Love, Hate and Other Filters by Samira Ahmed – BOOK REVIEW
“A searing #OwnVoices coming-of-age debut in which an Indian-American Muslim teen confronts Islamophobia and a reality she can neither explain nor escape–perfect for fans of Angie Thomas, Jacquelyn Woodson, and Adam Silvera.
Maya Aziz is torn between futures: the one her parents expect for their good Indian daughter (i.e.; staying nearby in Chicago and being matched with a “suitable” Muslim boy), and the one where she goes to film school in New York City–and maybe, just maybe, kisses a guy she’s only known from afar. There’s the also the fun stuff, like laughing with her best friend Violet, making on-the-spot documentaries, sneaking away for private swimming lessons at a secret pond in the woods. But her world is shattered when a suicide bomber strikes in the American heartland; by chance, he shares Maya’s last name. What happens to the one Muslim family in town when their community is suddenly consumed with hatred and fear?”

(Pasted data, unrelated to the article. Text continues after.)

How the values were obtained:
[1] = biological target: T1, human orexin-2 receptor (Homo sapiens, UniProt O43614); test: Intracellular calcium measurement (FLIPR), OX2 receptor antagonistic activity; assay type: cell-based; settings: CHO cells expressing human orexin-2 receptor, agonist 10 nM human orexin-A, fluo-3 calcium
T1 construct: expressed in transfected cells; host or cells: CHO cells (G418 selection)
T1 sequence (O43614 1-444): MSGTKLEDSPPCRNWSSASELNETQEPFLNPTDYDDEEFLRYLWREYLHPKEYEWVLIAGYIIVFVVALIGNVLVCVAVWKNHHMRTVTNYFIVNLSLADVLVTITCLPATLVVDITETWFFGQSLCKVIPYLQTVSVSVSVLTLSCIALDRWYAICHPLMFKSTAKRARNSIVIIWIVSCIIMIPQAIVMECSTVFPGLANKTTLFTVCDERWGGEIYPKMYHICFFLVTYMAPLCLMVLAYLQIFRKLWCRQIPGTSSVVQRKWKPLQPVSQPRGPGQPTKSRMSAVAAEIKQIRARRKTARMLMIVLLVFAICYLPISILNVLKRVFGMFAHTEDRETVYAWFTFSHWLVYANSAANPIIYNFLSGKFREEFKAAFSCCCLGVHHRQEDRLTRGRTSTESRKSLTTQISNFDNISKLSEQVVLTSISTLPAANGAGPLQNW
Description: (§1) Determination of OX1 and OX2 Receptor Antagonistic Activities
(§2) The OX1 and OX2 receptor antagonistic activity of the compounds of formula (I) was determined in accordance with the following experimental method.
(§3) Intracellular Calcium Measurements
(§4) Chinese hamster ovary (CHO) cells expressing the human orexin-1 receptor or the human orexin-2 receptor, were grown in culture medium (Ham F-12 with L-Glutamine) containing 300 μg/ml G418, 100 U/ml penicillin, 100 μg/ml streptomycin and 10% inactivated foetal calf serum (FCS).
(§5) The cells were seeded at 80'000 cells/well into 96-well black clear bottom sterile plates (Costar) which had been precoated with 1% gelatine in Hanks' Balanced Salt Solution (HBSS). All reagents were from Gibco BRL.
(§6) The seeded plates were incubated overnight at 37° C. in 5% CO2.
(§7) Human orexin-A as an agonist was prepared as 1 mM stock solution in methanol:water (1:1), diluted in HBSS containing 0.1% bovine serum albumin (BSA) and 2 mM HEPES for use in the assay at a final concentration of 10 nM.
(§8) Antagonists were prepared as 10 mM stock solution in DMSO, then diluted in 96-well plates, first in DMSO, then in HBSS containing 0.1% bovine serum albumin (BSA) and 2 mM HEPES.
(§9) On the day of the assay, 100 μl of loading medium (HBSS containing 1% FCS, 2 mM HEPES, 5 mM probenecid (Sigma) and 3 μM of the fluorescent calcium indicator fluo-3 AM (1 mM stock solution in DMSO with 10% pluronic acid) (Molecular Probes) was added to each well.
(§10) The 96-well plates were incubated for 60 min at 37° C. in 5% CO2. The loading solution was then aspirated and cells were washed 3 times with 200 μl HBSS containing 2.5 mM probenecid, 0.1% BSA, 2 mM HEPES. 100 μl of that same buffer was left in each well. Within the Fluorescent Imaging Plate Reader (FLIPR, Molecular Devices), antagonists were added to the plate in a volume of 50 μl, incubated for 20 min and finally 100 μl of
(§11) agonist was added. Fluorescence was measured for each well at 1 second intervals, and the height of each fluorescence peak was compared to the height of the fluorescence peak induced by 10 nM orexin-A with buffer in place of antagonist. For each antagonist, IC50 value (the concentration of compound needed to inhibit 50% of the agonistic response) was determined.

I really enjoyed reading Love, Hate and Other Filters. I’ve been anticipating this book for such a long time and I couldn’t wait to read it!
This book covers some very important issues that are rarely discussed in books and that is fantastic. It was great to read about Maya, especially her Muslim background and what it’s like to grow up in contemporary America after terrorist attacks. The fear that Maya lives day to day is dealt with in a very sensitive manner, and the influence that her religion and culture has is a key feature that is explored throughout.
The plot felt a little disjointed at times, but I thought this was a great YA book, with a mixture of both serious and life changing issues covered, as well as general teen worries, relationships, friendships and family life.
A debut novel that I highly recommend, especially if you’re looking for a bit of a romance novel with Muslim/Indian representation, with religion and parent expectations being a key issue explored throughout.